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Vasopressin and desmopressin stimulation test

Author
André Lacroix, MD
Section Editor
Lynnette K Nieman, MD
Deputy Editor
Kathryn A Martin, MD

INTRODUCTION

Arginine-vasopressin (AVP) is the natural human nonapeptide, which (in addition to its antidiuretic, vasoconstrictive, glycogenolytic, and platelet aggregation actions) plays an important role in the regulation of the corticotropin (ACTH)-adrenal axis. AVP and some of its analogs, such as porcine 8-lysine-vasopressin (LVP) and desmopressin (1-deamino, 8-D arginine-vasopressin), have been used in a number of clinical settings.

This topic will review the various stimulation tests using vasopressin or its analogs in evaluating the pituitary-adrenal axis. (See "Corticotropin-releasing hormone stimulation test" and "Insulin-induced hypoglycemia test" and "Evaluation of the response to ACTH in adrenal insufficiency".)

VASOPRESSIN PHYSIOLOGY

Arginine-vasopressin (AVP) is synthesized in the magnicellular neurons of the supraoptic and paraventricular nuclei and is stored in neurosecretory granules in the axons, which project to the posterior pituitary. In addition, proAVP is co-secreted with corticotropin-releasing hormone (CRH) from smaller parvicellular neurons in a section of the paraventricular nuclei, which project their axons to the median eminence and portal system of the pituitary stalk [1]. At this site, AVP promotes the secretion of corticotropin (ACTH) via activation of arginine-vasopressin receptor 1B (AVPR1B, previously named V1B or V3 receptor) present in corticotropes [2]. The AVPR1A receptors in blood vessels mediate the vasoconstrictive effects of AVP; they are also present in adrenocortical cells and mediate the modest in vitro stimulatory effects of AVP on cortisol and aldosterone secretion [3]. In addition, AVP itself is produced in the adrenal medulla and cortex, suggesting that AVP can exert an autocrine/paracrine control of adrenal steroids [4,5].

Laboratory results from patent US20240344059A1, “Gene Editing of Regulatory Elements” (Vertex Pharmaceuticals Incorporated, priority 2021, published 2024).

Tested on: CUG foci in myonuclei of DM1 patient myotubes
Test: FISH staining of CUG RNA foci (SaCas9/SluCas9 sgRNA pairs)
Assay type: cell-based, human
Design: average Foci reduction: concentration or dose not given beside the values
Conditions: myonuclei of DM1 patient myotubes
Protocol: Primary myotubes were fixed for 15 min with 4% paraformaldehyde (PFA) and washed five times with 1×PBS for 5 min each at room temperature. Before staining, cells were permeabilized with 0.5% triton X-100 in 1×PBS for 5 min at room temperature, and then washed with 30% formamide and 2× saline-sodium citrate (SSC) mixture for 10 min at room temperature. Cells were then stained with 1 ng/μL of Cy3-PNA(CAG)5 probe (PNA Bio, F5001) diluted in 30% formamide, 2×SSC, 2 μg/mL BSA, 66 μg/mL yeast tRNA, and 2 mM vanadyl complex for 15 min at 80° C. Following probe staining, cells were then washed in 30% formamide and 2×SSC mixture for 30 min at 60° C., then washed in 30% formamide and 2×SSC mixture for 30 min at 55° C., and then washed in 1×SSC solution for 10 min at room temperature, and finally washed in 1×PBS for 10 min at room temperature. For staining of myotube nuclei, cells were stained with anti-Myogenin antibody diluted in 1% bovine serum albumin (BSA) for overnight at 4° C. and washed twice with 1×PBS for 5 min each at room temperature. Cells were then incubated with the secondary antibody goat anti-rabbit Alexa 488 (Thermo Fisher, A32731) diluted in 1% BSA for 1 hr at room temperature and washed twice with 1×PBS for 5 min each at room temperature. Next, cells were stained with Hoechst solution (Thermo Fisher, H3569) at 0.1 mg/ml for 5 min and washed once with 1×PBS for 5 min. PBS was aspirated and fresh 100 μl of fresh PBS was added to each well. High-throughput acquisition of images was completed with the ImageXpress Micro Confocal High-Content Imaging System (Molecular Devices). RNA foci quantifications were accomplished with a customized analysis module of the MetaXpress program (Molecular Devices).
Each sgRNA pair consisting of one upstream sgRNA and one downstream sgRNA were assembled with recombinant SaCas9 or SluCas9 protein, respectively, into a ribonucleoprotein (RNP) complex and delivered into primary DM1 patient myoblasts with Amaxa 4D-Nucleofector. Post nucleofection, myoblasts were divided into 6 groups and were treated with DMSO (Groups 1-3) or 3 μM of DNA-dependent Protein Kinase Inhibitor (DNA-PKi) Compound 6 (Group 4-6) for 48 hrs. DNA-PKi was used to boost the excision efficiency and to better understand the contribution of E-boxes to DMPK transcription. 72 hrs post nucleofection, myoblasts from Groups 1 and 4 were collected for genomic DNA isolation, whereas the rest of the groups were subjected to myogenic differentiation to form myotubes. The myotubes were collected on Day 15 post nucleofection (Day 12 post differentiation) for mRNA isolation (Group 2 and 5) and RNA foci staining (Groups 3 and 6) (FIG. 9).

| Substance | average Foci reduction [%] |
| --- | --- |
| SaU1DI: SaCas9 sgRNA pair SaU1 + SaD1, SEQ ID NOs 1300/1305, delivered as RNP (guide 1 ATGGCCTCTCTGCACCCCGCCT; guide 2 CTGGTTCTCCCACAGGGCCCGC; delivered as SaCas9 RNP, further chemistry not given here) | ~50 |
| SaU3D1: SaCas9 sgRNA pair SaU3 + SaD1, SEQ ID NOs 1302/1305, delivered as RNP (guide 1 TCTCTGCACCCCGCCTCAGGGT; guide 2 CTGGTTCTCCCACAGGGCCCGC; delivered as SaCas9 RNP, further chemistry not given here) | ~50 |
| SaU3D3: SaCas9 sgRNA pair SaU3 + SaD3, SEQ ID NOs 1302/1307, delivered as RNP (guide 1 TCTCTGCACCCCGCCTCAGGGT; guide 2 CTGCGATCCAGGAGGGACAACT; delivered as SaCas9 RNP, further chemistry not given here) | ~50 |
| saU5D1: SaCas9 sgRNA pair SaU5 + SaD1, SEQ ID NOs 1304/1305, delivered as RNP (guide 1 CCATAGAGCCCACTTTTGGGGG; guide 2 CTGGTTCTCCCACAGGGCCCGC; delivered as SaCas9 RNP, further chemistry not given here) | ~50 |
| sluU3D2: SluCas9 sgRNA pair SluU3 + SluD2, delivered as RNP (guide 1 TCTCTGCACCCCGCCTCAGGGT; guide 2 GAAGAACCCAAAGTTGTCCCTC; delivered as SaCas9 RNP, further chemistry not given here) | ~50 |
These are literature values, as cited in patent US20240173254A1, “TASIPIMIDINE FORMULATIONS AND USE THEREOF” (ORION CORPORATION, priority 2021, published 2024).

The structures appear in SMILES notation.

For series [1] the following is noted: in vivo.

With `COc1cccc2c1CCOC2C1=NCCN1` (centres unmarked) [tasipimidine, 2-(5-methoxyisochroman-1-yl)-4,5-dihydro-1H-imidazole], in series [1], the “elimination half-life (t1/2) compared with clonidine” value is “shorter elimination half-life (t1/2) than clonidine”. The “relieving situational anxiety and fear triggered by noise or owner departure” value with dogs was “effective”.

Cortisol inhibits the secretion of both CRH and AVP from the paraventricular nuclei [6]. Cortisol deficiency decreases this inhibitory effect, leading to a persistent rise in vasopressin release, water retention, and hyponatremia [1,6,7]. The AVPR2 receptors on the cortical and medullary collecting kidney tubules mediate the antidiuretic response via the migration of aquaporin-2 water channels [8]. AVPR2 on vascular endothelium can modulate the release of factor VIII and von Willebrand (VW) factor [9]. Both AVPR1A and AVPR1B activate phospholipase C [2,10,11], while the AVPR2 is coupled to adenylyl cyclase [12,13].

AVP, 8-lysine-vasopressin (LVP), and terlipressin are expected to bind to all three receptors; desmopressin is a preferential AVPR2 receptor-selective agent and has only limited effects on AVPR1A and AVPR1B. (See "Hyponatremia and hyperkalemia in adrenal insufficiency".)

             

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Literature review current through: Jan 2017. | This topic last updated: Wed Feb 01 00:00:00 GMT 2017.
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